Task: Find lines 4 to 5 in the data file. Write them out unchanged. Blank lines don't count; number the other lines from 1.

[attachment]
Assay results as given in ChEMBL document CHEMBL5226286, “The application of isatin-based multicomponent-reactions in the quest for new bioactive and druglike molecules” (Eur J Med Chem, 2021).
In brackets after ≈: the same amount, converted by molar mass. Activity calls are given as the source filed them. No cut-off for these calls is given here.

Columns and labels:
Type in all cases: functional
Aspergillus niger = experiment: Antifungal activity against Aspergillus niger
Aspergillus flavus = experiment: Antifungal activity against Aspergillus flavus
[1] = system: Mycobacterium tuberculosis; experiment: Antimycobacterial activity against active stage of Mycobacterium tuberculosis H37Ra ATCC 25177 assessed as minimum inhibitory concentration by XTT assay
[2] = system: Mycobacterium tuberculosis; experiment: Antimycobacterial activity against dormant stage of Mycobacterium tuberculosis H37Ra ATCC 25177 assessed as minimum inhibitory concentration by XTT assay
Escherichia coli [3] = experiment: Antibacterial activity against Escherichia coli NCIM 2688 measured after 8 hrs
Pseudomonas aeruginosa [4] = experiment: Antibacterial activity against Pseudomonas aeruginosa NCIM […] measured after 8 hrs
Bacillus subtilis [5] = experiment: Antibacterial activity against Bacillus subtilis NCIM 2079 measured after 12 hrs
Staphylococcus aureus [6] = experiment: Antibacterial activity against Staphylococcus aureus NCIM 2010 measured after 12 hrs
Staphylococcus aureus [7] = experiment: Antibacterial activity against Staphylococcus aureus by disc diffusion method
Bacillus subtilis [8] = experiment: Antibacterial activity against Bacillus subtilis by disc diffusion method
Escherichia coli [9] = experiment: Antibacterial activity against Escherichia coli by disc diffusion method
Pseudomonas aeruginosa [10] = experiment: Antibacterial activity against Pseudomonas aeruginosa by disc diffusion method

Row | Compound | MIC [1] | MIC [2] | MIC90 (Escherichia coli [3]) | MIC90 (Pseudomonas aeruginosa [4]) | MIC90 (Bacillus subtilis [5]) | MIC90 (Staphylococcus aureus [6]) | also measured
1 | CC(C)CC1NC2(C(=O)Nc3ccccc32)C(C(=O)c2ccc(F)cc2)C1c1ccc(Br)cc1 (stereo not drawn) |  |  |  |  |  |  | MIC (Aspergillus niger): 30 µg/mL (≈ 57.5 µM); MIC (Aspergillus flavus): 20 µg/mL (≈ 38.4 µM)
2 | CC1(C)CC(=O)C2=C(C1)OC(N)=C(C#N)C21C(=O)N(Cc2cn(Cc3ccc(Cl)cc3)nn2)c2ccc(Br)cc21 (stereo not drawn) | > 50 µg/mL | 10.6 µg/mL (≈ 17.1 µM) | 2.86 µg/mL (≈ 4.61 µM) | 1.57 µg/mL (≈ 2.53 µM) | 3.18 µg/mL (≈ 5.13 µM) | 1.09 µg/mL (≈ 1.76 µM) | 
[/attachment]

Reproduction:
Type in all cases: functional
Aspergillus niger = experiment: Antifungal activity against Aspergillus niger